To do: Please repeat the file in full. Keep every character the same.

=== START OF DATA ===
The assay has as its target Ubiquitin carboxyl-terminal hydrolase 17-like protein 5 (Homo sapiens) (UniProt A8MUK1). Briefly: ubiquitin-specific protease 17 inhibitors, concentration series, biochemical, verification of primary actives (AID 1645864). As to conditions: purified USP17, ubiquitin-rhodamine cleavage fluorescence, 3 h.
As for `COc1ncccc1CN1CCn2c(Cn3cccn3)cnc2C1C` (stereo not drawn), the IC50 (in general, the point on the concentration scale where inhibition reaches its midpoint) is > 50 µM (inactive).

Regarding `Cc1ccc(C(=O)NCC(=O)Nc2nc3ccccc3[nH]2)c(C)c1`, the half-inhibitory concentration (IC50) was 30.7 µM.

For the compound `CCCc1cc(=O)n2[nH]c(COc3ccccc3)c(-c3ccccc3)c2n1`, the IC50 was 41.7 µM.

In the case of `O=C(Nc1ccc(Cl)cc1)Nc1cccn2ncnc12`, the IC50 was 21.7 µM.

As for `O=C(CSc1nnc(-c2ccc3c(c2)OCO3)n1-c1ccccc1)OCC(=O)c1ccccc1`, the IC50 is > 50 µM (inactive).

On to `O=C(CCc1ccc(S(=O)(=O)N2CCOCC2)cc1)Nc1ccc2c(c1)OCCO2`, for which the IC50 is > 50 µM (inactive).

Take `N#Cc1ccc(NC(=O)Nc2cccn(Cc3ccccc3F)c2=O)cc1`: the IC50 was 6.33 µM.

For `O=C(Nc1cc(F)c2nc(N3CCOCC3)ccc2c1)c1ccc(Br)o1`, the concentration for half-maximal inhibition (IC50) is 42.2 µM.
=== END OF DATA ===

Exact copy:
The assay has as its target Ubiquitin carboxyl-terminal hydrolase 17-like protein 5 (Homo sapiens) (UniProt A8MUK1). Briefly: ubiquitin-specific protease 17 inhibitors, concentration series, biochemical, verification of primary actives (AID 1645864). As to conditions: purified USP17, ubiquitin-rhodamine cleavage fluorescence, 3 h.
As for `COc1ncccc1CN1CCn2c(Cn3cccn3)cnc2C1C` (stereo not drawn), the IC50 (in general, the point on the concentration scale where inhibition reaches its midpoint) is > 50 µM (inactive).

Regarding `Cc1ccc(C(=O)NCC(=O)Nc2nc3ccccc3[nH]2)c(C)c1`, the half-inhibitory concentration (IC50) was 30.7 µM.

For the compound `CCCc1cc(=O)n2[nH]c(COc3ccccc3)c(-c3ccccc3)c2n1`, the IC50 was 41.7 µM.

In the case of `O=C(Nc1ccc(Cl)cc1)Nc1cccn2ncnc12`, the IC50 was 21.7 µM.

As for `O=C(CSc1nnc(-c2ccc3c(c2)OCO3)n1-c1ccccc1)OCC(=O)c1ccccc1`, the IC50 is > 50 µM (inactive).

On to `O=C(CCc1ccc(S(=O)(=O)N2CCOCC2)cc1)Nc1ccc2c(c1)OCCO2`, for which the IC50 is > 50 µM (inactive).

Take `N#Cc1ccc(NC(=O)Nc2cccn(Cc3ccccc3F)c2=O)cc1`: the IC50 was 6.33 µM.

For `O=C(Nc1cc(F)c2nc(N3CCOCC3)ccc2c1)c1ccc(Br)o1`, the concentration for half-maximal inhibition (IC50) is 42.2 µM.